Transitions are very helpful to the reader because they help the reader transition from one thought to another or one concept to another. Transitions can be placed at the beginning of a sentence or in the middle of a sentence either to help the reader to transition from one sentence to another or from one part of the sentence to another part of the sentence. So I want to take a look at many different kinds of transition words and phrases that can be used and how they can be used accurately in sentences. So, first of all, transitions can be broken up into different kinds of transition. So some transitions show addition like the transition next and in addition. Remember I said that we can also have a transitional phrases and so this is a a transitional phrase acting as a transition. Another type of transition is a summary like in conclusion or finally and there’s some transitions that show a sequence like later or then. And then finally some transitions show contrast like although or meanwhile. So how can you effectively use these transitions in sentences? Sometimes the transition words or transition phrase needs to go at the beginning of the sentence like here this sentence says “Next, bake the cookies for 10 minutes” so we put the transition at the beginning of the sentence and put a comma after it. Now generally commas come in pairs in sentences when they’re showing that a certain part of a sentence isn’t needed so notice here that next could be removed from the sentence and we can just read the sentence like this: “Bake the cookies for 10 minutes” and it would still make sense. Usually if you have some kind of phrase or word that could be omitted from the sentence, you put commas on both sides of it. Here’s part of a sentence and then there’s a comma, here’s the part of the sentence that isn’t needed, then a comma, and then the rest of the sentence but when a word or phrase comes at the end of a sentence you only need one comma because you wouldn’t put a comma before next. That would look funny so you just put a comma after it to show that next isn’t there. So although next isn’t essential to the sentence, it’s helpful because it helps the reader understand the transition from one though to another and in this case, the next step in directions on how to bake cookies. Okay, this next sentence says “although I enjoy the outdoors, I do not like to run.” Although is a transition that shows contrast. And notice here that there is not a comma right after although. It’s placed after outdoors but again “although I enjoy the outdoors” could be removed from the sentence and it would still make sense. It would say “I do not like to run”. Nevertheless, this part of the sentence is still important to the overall paper. Now notice that in certain cases you have to continue the sentence for it to make sense. Like, here it wouldn’t matter whether next was here or not but sense you put although right here you have to finish the sentence. You wouldn’t say “although I enjoy the outdoors” because “I enjoy the outdoors” makes sense by itself but once you add although to it you’re telling the reader that there’s something else that needs to come. So after you put although I enjoy the outdoors, you have to put “I do not like to run” to finish out the sentence. So the things that are important to remember from this session is that there are many different kinds of transitions. They can be classified in different categories. And there’s many more categories we could have listed and many more transitions we could have listed under each category. And then generally the transition word or phrase is going to go at the beginning of the sentence and in this case where there’s a phrase at the beginning of a sentence – it started off by a transition word – make sure you finish the sentence and don’t leave the reader hanging by writing a fragment.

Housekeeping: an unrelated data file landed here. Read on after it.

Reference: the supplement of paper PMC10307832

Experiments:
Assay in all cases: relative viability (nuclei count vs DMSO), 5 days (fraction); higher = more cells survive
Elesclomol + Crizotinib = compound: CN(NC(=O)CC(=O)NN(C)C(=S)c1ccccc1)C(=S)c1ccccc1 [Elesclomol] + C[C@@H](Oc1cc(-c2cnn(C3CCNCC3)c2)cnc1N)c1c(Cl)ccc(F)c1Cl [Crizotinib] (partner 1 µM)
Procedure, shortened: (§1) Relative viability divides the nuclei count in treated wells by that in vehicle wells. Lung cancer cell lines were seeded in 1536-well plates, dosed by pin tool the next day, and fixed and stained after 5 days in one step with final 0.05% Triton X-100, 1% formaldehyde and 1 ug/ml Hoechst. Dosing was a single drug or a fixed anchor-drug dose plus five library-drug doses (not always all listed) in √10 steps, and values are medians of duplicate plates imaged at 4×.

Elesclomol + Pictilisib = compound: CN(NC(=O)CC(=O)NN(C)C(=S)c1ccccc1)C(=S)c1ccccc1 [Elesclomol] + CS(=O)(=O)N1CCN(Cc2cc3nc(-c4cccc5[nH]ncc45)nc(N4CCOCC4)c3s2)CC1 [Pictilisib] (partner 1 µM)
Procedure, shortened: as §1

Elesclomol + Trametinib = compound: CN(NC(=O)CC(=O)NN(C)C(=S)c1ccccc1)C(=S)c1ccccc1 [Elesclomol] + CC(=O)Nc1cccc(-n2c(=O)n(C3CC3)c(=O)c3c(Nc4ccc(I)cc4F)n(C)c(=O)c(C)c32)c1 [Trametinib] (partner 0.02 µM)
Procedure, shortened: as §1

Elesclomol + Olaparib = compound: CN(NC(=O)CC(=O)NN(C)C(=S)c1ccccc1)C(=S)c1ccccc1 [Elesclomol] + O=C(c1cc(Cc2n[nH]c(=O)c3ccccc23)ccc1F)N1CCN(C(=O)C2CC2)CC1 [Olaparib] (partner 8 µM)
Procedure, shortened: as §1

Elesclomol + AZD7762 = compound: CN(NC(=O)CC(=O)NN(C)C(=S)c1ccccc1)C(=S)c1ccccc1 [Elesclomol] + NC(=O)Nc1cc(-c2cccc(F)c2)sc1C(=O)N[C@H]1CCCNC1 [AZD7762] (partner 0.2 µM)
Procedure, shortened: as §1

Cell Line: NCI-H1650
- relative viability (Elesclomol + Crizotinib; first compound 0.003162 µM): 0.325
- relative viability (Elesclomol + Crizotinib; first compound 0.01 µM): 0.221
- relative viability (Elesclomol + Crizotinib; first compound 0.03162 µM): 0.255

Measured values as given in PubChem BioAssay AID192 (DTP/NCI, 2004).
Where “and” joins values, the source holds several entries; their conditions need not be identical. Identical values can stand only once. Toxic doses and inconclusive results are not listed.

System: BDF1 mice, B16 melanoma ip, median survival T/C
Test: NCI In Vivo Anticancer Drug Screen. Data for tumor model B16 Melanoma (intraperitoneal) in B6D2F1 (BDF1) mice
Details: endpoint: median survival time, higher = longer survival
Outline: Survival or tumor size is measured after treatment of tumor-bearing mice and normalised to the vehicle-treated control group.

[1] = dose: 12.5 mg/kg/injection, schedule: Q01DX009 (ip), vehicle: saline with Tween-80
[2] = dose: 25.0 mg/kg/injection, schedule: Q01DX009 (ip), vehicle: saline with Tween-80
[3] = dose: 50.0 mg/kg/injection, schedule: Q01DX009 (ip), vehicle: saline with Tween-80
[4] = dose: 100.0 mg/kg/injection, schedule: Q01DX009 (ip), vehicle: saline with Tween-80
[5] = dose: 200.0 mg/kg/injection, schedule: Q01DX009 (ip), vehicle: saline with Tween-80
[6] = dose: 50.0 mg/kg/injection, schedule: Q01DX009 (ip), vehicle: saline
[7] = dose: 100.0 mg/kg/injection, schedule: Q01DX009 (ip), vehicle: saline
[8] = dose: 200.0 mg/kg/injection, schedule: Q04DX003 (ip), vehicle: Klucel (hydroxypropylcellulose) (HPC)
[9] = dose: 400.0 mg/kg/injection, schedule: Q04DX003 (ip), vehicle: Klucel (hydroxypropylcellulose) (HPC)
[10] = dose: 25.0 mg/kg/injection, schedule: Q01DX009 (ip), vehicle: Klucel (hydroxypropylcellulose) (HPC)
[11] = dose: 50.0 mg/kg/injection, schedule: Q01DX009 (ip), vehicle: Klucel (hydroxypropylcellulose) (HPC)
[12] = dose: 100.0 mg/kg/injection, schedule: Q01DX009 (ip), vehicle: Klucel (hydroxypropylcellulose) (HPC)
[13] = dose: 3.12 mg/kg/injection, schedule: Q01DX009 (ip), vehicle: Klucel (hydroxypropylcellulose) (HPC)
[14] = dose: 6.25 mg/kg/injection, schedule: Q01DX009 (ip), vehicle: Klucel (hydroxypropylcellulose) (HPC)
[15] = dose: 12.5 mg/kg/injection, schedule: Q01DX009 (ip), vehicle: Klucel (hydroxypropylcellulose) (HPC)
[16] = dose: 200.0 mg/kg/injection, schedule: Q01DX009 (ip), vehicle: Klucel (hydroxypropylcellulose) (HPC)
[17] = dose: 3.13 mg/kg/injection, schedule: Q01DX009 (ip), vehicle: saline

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Last updated: 07/25/2017
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